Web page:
You’ll have to make your own decisions about childbirth of course, but it is a major risk factor. It’s also quite possible that you could still develop them even if you do everything you can to try to prevent it, which means denying yourself the experience of bearing children might be for naught. It’s not anything you need to decide right away. Speak with the MD’s about conservative therapies and best practices. I think you’re doing the right things. I hope your heredity doesn’t catch up with you, and that after treatment you have excellent results. Best wishes. Feel free to post more questions if you’ve got them.

LeavesNoTrace's avatar

@gorillapaws. I really want to find out if I have Venous Reflux but according to my mother (an RN) it’s unlikely it would come up on a doppler at this age and therefore insurance wouldn’t cover it. Luckily I don’t have any varicose veins yet and my mom said she didn’t start getting them until her pregnancies finally blew her out.

This is really depressing me and quite frankly it’s starting to really affect my self esteem. I’m a pretty young woman but I hate showing my legs to anyone because I’m afraid they’ll be disgusted. (One of my ex boyfriends was especially cruel about this condition) My boyfriend loves me anyway and thinks I’m overreacting and wasting my money but he doesn’t understand what it’s like to ride the subway everyday and always look at other women’s flawless legs and compare them to my old lady legs. I’m too young for this! I feel like I must be the only 22 year old in the world who has this problem. Sometimes I even resent my mother for passing this on to me even though I know that it’s wrong.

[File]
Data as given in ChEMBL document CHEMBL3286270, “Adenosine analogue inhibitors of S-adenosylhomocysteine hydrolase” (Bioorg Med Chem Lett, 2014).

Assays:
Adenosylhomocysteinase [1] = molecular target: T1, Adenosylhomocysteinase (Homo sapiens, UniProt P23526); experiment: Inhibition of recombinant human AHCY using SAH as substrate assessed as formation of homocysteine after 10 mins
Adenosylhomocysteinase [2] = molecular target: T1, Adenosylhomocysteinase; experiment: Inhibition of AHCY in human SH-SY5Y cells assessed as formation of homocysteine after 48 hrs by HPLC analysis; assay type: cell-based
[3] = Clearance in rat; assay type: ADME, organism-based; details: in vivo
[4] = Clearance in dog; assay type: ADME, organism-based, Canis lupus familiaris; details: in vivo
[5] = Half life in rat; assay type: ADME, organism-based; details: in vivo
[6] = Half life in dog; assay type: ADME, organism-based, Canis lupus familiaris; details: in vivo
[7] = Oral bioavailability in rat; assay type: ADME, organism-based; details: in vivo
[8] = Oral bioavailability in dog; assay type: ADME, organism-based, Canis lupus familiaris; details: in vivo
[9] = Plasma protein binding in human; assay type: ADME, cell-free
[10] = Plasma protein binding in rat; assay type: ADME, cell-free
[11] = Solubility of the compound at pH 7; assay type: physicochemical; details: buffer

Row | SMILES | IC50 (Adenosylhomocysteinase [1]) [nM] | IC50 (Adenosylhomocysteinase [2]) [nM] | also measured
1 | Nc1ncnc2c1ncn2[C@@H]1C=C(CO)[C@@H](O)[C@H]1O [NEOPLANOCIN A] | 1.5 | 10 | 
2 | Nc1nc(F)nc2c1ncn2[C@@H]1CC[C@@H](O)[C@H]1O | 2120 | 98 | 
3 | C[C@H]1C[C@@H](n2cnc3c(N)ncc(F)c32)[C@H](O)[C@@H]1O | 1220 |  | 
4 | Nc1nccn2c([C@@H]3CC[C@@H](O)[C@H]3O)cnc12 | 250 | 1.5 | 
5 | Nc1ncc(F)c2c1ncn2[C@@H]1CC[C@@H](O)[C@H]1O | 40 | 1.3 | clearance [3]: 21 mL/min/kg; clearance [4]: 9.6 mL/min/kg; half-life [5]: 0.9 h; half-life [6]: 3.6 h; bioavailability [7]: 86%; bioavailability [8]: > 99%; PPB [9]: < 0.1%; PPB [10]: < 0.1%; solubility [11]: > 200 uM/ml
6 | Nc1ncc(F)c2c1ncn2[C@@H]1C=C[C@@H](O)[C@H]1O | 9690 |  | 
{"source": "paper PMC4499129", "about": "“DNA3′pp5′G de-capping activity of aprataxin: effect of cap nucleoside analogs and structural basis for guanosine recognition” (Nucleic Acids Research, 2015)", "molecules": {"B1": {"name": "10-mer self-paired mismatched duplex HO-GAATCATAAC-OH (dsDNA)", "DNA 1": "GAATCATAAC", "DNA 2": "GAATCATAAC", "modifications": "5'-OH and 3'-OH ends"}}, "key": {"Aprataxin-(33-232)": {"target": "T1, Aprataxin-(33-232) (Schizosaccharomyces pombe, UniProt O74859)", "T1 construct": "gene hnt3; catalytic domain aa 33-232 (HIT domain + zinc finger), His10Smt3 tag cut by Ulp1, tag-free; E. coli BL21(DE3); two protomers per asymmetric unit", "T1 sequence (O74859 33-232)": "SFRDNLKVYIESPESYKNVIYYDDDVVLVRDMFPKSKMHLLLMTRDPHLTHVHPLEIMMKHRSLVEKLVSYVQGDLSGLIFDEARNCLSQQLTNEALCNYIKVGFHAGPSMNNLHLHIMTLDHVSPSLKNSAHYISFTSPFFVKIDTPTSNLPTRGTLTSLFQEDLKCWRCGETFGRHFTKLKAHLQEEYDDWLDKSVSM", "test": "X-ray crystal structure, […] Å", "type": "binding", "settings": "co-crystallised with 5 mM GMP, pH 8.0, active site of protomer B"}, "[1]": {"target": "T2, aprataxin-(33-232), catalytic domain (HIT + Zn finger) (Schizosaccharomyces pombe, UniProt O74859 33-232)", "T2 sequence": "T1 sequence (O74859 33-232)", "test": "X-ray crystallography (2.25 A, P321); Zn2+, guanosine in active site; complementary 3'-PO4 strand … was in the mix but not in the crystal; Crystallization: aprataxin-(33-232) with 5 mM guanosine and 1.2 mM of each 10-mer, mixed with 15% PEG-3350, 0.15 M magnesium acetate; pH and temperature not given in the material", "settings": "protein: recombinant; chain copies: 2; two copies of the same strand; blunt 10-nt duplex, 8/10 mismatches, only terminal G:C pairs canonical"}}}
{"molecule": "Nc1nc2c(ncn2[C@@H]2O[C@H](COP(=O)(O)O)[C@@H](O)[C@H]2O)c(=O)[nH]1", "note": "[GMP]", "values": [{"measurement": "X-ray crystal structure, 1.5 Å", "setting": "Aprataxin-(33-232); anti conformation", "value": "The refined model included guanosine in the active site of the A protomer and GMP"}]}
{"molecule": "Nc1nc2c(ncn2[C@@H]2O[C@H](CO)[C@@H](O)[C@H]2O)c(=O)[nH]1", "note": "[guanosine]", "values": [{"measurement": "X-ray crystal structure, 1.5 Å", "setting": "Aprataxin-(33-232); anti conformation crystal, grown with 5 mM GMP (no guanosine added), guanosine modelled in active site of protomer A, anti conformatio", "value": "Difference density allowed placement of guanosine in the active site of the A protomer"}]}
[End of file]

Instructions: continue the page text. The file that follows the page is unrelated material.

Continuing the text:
If they found Venous Reflux how would they treat it and is there any way insurance would cover it?

LeavesNoTrace's avatar

Also my mother has Deep Vein Thrombosis. (I think thats the same thing as reflux) It causes her severe pain. I’m terrified that I’m doomed to the same thing if I don’t take action soon…